Democratic National Committee members on Saturday voted 222 to 137 to reject a resolution that would have effectively allowed the party’s presidential candidates to hold a debate dedicated solely to climate change.
The contentious vote on the last day of DNC’s August meeting in San Francisco follows months of growing pressure for a climate debate from Democratic presidential candidates and climate activists nationwide.
Earlier in the week, the DNC’s resolution committee voted through a resolution that was updated to encourage “candidates to participate in multi-candidate issue-specific forums with the candidates appearing on the same stage, engaging one another in discussion” — effectively, opening the door for a climate debate. On Saturday, this resolution went up for a larger vote, but ultimately was squashed. (A separate resolution more directly calling for a climate debate was rejected earlier in the meeting.)
The calls for a climate debate originated in April, when Washington Gov. Jay Inslee, who dropped out of the presidential race just this week, pitched the idea.
DNC chairman Tom Perez initially shot down the suggestion, arguing such a move would open the floodgates for other single-issue debates. Perez also warned that candidates who participated in a third-party climate debate would be barred from participating in the next DNC-sponsored one.
While the DNC has received requests for other single-issue debates, such as on anti-corruption and seniors issues, the support for one focused on climate is unmatched in both tenor and magnitude. The Democratic presidential field has largely endorsed the climate debate idea, including top polling candidates such as former Vice President Joe Biden and Senators Elizabeth Warren and Bernie Sanders, which is not true for any other issue. That’s because many of these candidates are on the record calling climate change the most pressing issue. In Bernie Sanders’ new climate plan, he refers to the climate crisis as the “single greatest challenge facing our country.”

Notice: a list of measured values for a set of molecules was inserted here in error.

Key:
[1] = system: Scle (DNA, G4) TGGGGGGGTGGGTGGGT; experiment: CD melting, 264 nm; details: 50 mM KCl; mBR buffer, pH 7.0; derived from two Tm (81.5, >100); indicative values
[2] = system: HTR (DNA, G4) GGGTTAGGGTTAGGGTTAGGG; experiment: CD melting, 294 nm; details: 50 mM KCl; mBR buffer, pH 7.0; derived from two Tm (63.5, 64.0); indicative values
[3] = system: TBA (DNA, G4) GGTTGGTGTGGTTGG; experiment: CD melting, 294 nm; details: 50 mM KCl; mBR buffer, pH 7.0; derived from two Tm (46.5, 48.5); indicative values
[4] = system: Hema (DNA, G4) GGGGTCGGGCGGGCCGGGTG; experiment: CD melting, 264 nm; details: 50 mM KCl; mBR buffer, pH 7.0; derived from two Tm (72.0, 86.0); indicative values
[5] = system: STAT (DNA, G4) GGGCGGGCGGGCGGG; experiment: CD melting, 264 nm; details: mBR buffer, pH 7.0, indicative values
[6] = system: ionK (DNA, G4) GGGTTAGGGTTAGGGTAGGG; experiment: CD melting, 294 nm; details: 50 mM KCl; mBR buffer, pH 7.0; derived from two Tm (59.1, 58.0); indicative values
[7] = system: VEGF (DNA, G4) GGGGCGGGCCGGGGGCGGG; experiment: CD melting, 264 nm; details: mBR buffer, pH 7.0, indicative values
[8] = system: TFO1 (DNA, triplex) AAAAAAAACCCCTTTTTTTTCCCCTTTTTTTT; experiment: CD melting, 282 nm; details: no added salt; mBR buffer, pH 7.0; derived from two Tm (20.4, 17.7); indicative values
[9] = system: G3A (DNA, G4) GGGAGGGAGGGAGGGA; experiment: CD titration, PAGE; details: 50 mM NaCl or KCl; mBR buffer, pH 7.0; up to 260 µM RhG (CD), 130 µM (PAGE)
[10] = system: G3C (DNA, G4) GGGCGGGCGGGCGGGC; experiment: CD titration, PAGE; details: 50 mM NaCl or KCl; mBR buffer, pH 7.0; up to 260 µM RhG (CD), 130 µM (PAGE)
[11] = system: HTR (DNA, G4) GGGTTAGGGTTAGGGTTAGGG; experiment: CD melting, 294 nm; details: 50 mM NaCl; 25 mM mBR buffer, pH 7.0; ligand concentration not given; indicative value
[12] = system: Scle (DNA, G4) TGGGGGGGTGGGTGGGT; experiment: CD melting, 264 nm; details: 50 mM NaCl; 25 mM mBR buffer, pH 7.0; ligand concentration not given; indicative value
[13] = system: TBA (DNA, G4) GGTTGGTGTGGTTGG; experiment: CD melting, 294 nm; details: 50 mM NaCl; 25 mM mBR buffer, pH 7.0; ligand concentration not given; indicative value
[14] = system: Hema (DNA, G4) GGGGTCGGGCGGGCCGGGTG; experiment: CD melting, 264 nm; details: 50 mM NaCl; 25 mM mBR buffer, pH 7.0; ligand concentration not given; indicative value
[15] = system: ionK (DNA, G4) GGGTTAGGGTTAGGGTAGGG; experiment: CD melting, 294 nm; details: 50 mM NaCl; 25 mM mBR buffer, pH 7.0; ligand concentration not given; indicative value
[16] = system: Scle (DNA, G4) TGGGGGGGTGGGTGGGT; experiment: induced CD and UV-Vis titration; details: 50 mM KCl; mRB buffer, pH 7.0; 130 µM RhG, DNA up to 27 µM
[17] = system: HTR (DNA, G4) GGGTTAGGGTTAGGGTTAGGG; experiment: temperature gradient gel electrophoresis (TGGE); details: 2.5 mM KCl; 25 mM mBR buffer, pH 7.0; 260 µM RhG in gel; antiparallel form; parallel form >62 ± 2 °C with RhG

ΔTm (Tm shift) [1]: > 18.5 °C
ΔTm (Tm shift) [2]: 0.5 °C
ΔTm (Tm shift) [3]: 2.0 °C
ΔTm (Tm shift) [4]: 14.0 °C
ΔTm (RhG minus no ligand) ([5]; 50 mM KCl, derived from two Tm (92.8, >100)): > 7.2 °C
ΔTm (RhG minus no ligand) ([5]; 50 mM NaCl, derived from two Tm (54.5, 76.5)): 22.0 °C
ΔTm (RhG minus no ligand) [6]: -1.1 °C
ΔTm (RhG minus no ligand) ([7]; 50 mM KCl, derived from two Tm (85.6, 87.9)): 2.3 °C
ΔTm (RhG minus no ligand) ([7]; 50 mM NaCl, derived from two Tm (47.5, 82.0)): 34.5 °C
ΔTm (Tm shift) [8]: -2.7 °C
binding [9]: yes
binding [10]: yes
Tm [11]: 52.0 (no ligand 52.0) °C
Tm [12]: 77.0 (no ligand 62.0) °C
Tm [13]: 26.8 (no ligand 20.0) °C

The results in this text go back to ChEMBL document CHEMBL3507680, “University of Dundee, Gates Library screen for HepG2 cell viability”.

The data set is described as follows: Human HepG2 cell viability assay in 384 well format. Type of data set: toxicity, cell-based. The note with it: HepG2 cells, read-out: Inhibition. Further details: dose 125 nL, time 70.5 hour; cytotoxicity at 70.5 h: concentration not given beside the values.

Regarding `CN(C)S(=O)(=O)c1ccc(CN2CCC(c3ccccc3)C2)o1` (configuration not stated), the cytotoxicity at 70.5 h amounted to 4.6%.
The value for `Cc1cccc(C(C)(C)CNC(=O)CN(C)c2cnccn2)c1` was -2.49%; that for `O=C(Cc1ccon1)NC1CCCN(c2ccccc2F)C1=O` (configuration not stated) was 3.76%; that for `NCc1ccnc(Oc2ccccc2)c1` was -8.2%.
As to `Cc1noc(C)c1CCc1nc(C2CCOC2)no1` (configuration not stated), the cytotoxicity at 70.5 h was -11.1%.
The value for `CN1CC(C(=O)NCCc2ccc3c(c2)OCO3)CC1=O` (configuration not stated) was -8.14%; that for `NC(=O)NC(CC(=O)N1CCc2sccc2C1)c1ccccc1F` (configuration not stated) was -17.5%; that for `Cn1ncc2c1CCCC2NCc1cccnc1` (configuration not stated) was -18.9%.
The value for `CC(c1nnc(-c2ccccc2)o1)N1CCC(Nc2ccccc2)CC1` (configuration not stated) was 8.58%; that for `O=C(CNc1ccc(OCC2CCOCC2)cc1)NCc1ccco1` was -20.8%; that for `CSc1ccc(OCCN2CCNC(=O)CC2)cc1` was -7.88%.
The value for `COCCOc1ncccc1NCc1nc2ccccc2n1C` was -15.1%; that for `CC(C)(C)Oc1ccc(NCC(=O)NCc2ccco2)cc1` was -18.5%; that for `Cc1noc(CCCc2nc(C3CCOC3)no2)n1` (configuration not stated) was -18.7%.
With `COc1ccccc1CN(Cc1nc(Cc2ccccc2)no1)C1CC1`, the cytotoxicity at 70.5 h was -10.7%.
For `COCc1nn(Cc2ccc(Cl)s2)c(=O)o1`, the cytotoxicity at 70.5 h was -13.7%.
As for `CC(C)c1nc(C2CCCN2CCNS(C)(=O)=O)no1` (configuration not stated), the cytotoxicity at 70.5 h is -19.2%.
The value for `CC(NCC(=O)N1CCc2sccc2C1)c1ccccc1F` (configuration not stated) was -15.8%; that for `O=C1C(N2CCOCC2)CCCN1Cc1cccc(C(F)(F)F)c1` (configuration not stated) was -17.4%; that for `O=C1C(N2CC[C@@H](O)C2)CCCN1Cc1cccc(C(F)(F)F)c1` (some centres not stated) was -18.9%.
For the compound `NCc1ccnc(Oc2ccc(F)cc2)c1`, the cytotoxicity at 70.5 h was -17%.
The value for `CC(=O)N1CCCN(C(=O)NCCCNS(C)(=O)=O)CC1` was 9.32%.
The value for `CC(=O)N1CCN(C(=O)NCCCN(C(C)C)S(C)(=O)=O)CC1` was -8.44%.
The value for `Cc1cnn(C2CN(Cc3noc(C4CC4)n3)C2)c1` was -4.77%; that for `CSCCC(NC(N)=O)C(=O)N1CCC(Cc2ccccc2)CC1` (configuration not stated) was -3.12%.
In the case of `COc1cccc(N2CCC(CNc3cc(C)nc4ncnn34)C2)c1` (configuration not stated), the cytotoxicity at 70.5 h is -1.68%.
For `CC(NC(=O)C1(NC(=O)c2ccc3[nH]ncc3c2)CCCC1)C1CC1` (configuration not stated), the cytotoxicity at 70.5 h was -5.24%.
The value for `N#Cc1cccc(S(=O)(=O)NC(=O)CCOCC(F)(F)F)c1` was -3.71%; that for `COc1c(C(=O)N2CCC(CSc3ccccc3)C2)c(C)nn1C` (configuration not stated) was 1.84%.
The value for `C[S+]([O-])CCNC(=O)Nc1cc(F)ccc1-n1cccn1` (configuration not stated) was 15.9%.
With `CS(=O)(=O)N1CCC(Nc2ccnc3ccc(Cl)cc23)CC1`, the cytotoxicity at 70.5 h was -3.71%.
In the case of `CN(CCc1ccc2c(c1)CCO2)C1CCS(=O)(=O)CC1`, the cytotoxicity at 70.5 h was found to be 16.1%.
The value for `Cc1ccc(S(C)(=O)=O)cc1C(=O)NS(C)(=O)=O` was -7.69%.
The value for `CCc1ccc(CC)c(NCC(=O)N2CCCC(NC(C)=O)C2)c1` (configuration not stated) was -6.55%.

Support for a climate debate extends beyond the candidates, earning the praise of many green groups. Young climate activists with the Sunrise Movement in June camped out for days in front of the DNC headquarters in Washington, DC, in protest against the party’s firm line opposing the idea. They have since held protests at local DNC offices nationwide. Many activists were at the Saturday meeting, trying to drum up support for the debate until the vote results were in.
After the results were announced, activists erupted into the chant: “Failure of leadership.”
In the absence of an earlier decision on the climate debate, both CNN and MSNBC announced they would be hosting climate forums. Earlier this week, CNN reported that Sen. Kamala Harris was not planning to make the outlet’s Sept. 4 climate town hall, and that she was the only candidate who qualified that was planning to skip it. Immediately, climate activists, including those from Sunrise, took to social media to call on Harris to change her mind. Within a day, the Harris campaign announced it was reversing course and would attend the event.